Deflategate and Marshawn Lynch: Why You Shouldn’t and Should Care About These Stories

The two weeks between the AFC and NFC Championship games and the Super Bowl drag on for sports fans and non-sports fans alike and are usually filled with mindless chatter.

This year, we’ve been treated to two big stories. The biggest, Deflategate as it has been called, involves the New England Patriots allegedly tampering with game balls by deflating them, which allows for better grip and handle on the ball, especially in poor weather. The other involves Seattle Seahawks running back Marshawn Lynch, who refuses to talk to the media on a regular basis and now could be fined for wearing the wrong kind of hat to media day.

Most of you reading this (surely someone out there will find and read this, right?) do not care even if you are a sports fan. You want to watch the Super Bowl game and/or commercials, but the rest is just fluff. And from the title of this post, you likely expect me to empathize with your apathy about these news items while also trying to convince you why you should actually care about them.

Are you right? Well, no. Yes. Maybe.

The truth is that these NFL stories really aren’t that big of a deal. And that’s exactly why they are.

The NFL is the most successful and profitable sporting league on the planet, but it’s had a very bad year. The Ray Rice scandal sparked a national conversation about domestic abuse, in and out of sports. Fellow running back Adrian Peterson missed most of the season after being charged with child abuse. Defensive end Greg Hardy was found guilty of assaulting and threatening to murder an ex-girlfriend.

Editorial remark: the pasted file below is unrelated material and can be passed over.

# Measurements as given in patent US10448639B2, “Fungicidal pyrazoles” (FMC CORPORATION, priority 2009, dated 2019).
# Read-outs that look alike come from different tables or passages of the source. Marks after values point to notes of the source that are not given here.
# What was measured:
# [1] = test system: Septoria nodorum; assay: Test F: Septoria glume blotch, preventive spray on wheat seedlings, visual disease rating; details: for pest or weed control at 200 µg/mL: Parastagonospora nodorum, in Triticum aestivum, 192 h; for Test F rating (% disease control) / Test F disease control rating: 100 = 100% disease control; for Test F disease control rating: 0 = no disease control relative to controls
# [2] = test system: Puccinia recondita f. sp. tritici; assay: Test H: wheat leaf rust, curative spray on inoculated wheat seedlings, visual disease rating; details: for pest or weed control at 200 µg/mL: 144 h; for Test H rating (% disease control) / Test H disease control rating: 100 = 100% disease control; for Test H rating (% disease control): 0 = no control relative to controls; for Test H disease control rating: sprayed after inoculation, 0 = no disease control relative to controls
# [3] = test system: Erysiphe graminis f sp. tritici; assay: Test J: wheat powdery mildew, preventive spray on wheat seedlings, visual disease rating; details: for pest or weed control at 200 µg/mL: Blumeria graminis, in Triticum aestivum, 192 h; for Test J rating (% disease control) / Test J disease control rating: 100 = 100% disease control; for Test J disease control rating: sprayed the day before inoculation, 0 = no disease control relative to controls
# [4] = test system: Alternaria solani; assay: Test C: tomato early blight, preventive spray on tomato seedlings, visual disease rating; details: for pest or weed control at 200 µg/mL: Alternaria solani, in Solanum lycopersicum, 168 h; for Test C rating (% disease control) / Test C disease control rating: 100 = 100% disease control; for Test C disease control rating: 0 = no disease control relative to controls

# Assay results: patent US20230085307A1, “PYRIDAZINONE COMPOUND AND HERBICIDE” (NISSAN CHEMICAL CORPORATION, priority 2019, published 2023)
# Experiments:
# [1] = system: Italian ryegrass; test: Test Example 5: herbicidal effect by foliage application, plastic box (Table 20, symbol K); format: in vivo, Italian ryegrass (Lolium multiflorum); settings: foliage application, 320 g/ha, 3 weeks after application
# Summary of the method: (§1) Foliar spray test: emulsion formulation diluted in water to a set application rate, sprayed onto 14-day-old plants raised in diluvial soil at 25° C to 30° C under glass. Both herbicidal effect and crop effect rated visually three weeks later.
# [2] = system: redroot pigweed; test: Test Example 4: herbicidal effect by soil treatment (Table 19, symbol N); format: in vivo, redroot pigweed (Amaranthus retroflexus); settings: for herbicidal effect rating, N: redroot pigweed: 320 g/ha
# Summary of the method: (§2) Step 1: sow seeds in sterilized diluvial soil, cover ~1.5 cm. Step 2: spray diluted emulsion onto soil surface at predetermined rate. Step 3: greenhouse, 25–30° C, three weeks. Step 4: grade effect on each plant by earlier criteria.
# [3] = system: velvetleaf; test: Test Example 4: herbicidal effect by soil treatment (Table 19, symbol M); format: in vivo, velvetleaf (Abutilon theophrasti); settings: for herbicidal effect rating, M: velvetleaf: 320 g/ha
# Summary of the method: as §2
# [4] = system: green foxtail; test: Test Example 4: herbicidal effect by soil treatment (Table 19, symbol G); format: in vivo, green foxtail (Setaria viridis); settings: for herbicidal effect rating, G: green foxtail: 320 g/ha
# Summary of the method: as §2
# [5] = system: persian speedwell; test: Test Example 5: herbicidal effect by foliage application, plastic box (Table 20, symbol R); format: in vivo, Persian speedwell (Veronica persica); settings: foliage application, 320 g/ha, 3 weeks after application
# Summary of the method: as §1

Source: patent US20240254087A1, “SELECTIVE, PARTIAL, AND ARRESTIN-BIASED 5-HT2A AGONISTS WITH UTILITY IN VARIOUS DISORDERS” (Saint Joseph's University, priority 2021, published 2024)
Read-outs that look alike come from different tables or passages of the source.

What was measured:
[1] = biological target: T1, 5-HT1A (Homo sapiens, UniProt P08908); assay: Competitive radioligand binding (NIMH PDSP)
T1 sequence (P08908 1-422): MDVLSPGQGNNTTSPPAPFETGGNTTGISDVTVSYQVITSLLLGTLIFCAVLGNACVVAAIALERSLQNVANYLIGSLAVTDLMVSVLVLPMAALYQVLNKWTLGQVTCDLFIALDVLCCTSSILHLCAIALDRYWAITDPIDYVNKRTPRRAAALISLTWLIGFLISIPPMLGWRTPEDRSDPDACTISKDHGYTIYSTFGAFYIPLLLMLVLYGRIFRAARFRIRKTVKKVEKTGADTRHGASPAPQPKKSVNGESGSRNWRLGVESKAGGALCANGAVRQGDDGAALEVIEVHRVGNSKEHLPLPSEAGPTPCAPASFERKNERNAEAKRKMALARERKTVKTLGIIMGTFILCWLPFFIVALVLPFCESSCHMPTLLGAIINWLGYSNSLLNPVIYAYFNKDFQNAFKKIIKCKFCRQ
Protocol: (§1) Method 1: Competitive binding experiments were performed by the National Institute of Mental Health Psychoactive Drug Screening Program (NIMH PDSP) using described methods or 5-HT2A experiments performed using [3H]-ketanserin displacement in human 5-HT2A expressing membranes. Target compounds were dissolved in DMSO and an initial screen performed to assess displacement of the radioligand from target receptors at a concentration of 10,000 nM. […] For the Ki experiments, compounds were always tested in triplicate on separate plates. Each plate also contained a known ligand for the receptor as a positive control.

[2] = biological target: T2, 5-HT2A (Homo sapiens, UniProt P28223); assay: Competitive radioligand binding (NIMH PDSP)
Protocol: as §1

These are serious (and only a few of many examples of) stories that force us to reexamine the culture surrounding a sport that many of us love.

Against the backdrop of these more serious NFL-related stories, Deflategate and Lynch’s media issues seem insignificant. And they are.

But here is why you should pay attention to them: the NFL’s response to them and our response to them say something about us.

It says something about the NFL that Hardy still received his $13 million salary this past season, even though he was found guilty. It says something that Rice was actually able to avoid charges, despite being caught on video. He was even able to recover a few million dollars of his salary as well.

The NFL has had a year of bad publicity. In the two weeks leading up to their biggest day of the year, two things happen: Deflategate and Marshawn Lynch.

The first one makes sense to investigate. It does appear to be cheating. However, nearly two weeks after the game this happened in, we still know nothing. According to ESPN, the NFL is conducting a “serious” and “thorough” investigation. We heard the same about the Rice case, which was botched completely by inconsistent punishments and what it appeared to be a concerted effort to cover up evidence. Obviously, we can expect no better now, especially considering how much money there is to be gained from the Super Bowl.

But the more outrageous issue is the other big story leading up to the Super Bowl. Lynch has always had this issue of not wanting to talk to the media. Some have speculated he has a legitimate anxiety problem while others have stated he is just being obstinate. Who knows?

It’s crazy that the NFL allegedly threatened to fine him $500,000 if he skipped his Super Bowl media appearances. And now, according to ESPN, they may fine him anyway for wearing the wrong hat to the press conference.

Why should you care about these stories? Because the NFL is a powerful business, and it is quite clearly corrupt.

Hardy assaults and threatens to murder ex. He gets $13 million. Rice is caught on video assaulting wife and dragging her unconscious body out of an elevator. He avoids jail time and receives an undisclosed amount somewhere around $2-3 million. Peterson also avoids any jail time and will likely be back on the field next season.

Lynch will get fined for wearing the wrong hat. The Patriots will likely get a slap on the wrist eventually, but not in time to interfere in any way with the Super Bowl.

Some would say that professional sports are often a microcosm for our societal values. Considering the NFL is a corrupt organization run by billionaires and millionaires who exploit workers, they may be right.

The point is that these stories, especially the Lynch one, show us where the NFL’s priorities are. And they need to change.